German Opera Director Nikolaus Lehnhoff, Known for Janáček Stagings, Dead at 76
Opera Director Nikolaus Lehnhoff died last Saturday, at age 76, according the German news agency DPA. Known most recently for bringing the characters and music of Leos Janáček new life with his directing talent and reviving the creative spirit of the East Sussex Opera House, Expatica reported that Lehnhoff was respected for his "swish, elegant, but always thought-provoking stagings that avoided some of the provocative excesses of some of his more controversial colleagues."
Born in Hanover in 1939, Lehnhoff studied theater and musicology in Vienna and Munich. Excelling so far as to complete his doctorate, he found work at the Deutsche Oper in Berlin as well as in Bayreuth, and had the prominent distinction of being an assistant to Richard Wagner's grandson, theater director Wieland Wagner. Despite the honor, Lehnhoff sought to break from the director's shadow, and after a position as assistant stage director, he found his stride in his staging of the Ring Cycle in San Francisco between 1982 and 1985.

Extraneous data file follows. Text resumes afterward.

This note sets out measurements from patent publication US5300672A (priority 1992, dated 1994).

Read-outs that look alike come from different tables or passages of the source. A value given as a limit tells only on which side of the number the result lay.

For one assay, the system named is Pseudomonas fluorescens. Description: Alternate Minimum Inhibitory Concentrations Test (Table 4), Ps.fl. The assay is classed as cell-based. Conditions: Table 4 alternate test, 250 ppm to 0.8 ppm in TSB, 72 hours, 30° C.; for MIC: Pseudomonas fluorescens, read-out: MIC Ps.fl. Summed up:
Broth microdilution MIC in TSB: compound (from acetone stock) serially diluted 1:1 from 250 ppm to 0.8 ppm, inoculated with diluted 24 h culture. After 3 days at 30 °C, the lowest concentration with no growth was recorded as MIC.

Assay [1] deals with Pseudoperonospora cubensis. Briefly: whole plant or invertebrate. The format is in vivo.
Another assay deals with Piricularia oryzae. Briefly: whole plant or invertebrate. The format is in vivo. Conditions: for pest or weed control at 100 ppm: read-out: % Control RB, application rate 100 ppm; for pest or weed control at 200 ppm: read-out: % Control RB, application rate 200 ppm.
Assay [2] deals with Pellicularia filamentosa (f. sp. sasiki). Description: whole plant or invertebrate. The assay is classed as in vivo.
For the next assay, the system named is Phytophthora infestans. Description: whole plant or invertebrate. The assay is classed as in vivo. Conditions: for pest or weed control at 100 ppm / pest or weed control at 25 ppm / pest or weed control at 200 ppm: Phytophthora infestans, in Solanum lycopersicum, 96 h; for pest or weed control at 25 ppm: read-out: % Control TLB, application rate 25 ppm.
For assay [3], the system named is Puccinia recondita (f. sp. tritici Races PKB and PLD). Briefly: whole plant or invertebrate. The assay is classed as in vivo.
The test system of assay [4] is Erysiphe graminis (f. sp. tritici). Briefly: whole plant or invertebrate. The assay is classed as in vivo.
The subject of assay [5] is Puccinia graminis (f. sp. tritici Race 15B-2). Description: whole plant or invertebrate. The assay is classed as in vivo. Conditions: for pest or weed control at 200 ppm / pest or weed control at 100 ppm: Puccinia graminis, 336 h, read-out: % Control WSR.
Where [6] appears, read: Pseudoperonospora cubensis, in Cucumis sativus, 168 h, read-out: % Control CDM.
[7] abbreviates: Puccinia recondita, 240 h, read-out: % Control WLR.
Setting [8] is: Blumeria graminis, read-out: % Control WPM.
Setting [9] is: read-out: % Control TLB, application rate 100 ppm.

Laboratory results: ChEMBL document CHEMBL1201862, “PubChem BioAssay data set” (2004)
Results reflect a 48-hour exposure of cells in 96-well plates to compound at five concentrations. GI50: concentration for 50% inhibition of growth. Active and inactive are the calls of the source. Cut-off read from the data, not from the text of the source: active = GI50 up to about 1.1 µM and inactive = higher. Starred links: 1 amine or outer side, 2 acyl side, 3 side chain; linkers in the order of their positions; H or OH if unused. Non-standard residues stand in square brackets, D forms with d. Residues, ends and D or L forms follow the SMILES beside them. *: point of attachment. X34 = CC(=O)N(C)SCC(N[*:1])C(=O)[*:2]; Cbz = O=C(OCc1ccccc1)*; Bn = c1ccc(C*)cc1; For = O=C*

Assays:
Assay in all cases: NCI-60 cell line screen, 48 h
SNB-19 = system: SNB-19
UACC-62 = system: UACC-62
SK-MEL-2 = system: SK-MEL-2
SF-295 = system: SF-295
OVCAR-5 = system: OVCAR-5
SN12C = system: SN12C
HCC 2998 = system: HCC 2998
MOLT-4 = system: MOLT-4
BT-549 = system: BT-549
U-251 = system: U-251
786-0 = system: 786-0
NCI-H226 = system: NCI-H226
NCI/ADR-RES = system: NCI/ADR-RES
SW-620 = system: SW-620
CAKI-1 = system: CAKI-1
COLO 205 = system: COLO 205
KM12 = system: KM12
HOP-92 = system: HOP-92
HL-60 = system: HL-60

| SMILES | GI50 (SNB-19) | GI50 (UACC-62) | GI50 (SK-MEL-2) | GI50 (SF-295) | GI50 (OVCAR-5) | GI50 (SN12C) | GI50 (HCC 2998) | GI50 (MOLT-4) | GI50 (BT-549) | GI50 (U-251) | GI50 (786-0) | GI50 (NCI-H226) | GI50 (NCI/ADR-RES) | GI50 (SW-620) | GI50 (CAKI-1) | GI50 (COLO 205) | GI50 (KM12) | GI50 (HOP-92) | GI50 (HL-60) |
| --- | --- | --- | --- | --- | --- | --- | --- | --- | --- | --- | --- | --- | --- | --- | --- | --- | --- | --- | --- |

Ironically, Lehnhoff's work was recognized for its true-to-form conservatism, staging Wagner as closely to what 19th century audiences might have experienced. Still to come, his performances of Janáček's operas in the late 80s and 90s were responsible for exhibiting his more experimental side. They brought the Czech composer's characters (already known for their dark and morbid traits) to the world stage using tactics new to contemporary audiences. In one instance, to convey the passage of time in Janáček's The Makropulos Case, Lehnhoff arranges for the set to move almost imperceptibly over the course of the performance.
In later years, Lehnhoff spent time as director of the Salzburg Festival and the Glyndebourne opera festival in Britain. His death has been mourned by various Wagner Societies around the world.